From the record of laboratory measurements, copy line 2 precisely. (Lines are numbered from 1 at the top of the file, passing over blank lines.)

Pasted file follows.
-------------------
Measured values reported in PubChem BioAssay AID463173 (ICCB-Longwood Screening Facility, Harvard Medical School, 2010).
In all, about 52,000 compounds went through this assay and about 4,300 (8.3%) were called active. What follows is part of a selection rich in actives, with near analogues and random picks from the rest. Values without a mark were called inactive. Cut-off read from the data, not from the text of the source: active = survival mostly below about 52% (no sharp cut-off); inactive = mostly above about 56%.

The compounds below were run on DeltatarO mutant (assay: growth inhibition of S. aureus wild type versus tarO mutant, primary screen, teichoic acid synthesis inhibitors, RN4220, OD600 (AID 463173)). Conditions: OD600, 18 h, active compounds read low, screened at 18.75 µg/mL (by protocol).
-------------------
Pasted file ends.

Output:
In all, about 52,000 compounds went through this assay and about 4,300 (8.3%) were called active. What follows is part of a selection rich in actives, with near analogues and random picks from the rest. Values without a mark were called inactive. Cut-off read from the data, not from the text of the source: active = survival mostly below about 52% (no sharp cut-off); inactive = mostly above about 56%.